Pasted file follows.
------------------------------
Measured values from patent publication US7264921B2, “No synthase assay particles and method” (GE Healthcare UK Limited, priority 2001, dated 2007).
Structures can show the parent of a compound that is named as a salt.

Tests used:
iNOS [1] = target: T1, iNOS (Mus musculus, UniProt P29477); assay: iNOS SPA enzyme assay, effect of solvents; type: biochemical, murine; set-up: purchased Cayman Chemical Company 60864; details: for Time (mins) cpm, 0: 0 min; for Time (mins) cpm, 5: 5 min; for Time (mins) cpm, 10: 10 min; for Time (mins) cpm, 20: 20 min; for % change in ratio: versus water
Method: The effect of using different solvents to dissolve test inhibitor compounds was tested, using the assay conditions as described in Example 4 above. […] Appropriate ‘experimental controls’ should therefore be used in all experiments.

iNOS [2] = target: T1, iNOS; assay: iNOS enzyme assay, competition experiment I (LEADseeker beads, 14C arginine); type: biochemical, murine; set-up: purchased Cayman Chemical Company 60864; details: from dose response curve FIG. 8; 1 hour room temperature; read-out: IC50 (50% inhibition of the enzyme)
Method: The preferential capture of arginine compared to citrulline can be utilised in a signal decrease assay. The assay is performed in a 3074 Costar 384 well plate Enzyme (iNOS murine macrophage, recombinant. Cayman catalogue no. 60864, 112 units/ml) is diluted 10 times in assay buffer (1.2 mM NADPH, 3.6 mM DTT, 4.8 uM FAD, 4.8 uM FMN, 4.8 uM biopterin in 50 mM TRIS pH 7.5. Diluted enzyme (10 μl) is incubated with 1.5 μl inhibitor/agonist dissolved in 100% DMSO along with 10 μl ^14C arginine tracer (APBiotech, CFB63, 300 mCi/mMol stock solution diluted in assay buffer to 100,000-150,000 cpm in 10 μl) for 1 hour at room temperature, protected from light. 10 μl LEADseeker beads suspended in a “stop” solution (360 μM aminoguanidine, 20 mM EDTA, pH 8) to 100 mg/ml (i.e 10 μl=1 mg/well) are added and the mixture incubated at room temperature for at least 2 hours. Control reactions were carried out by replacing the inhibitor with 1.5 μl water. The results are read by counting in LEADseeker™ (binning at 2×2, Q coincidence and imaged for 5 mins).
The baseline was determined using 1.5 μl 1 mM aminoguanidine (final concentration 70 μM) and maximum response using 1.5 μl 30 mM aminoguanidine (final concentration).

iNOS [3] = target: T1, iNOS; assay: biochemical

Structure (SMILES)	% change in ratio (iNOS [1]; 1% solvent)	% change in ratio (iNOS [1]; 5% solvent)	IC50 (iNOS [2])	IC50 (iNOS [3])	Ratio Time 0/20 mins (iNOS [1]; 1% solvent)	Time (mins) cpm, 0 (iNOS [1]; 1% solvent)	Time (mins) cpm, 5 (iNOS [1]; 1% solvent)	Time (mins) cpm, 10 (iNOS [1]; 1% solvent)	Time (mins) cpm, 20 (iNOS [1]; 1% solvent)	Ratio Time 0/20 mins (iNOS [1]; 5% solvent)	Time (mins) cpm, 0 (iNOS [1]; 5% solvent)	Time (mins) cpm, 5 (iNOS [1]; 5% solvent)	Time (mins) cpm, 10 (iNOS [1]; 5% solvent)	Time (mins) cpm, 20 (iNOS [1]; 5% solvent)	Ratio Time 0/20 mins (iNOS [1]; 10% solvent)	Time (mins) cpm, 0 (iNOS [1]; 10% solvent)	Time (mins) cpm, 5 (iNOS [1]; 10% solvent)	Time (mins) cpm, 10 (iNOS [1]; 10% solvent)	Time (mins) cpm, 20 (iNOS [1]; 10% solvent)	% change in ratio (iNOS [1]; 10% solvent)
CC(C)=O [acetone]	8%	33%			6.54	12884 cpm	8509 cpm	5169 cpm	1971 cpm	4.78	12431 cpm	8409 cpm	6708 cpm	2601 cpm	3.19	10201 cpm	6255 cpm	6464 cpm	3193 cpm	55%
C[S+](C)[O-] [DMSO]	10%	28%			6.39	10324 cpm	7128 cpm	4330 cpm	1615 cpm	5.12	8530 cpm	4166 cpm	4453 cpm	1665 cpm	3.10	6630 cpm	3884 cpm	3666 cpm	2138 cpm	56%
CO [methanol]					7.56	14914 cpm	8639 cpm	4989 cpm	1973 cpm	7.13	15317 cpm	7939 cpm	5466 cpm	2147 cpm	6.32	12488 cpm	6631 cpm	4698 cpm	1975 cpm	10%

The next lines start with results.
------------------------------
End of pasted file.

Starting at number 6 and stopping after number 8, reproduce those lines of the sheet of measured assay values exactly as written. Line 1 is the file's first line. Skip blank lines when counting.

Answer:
iNOS [2] = target: T1, iNOS; assay: iNOS enzyme assay, competition experiment I (LEADseeker beads, 14C arginine); type: biochemical, murine; set-up: purchased Cayman Chemical Company 60864; details: from dose response curve FIG. 8; 1 hour room temperature; read-out: IC50 (50% inhibition of the enzyme)
Method: The preferential capture of arginine compared to citrulline can be utilised in a signal decrease assay. The assay is performed in a 3074 Costar 384 well plate Enzyme (iNOS murine macrophage, recombinant. Cayman catalogue no. 60864, 112 units/ml) is diluted 10 times in assay buffer (1.2 mM NADPH, 3.6 mM DTT, 4.8 uM FAD, 4.8 uM FMN, 4.8 uM biopterin in 50 mM TRIS pH 7.5. Diluted enzyme (10 μl) is incubated with 1.5 μl inhibitor/agonist dissolved in 100% DMSO along with 10 μl ^14C arginine tracer (APBiotech, CFB63, 300 mCi/mMol stock solution diluted in assay buffer to 100,000-150,000 cpm in 10 μl) for 1 hour at room temperature, protected from light. 10 μl LEADseeker beads suspended in a “stop” solution (360 μM aminoguanidine, 20 mM EDTA, pH 8) to 100 mg/ml (i.e 10 μl=1 mg/well) are added and the mixture incubated at room temperature for at least 2 hours. Control reactions were carried out by replacing the inhibitor with 1.5 μl water. The results are read by counting in LEADseeker™ (binning at 2×2, Q coincidence and imaged for 5 mins).
The baseline was determined using 1.5 μl 1 mM aminoguanidine (final concentration 70 μM) and maximum response using 1.5 μl 30 mM aminoguanidine (final concentration).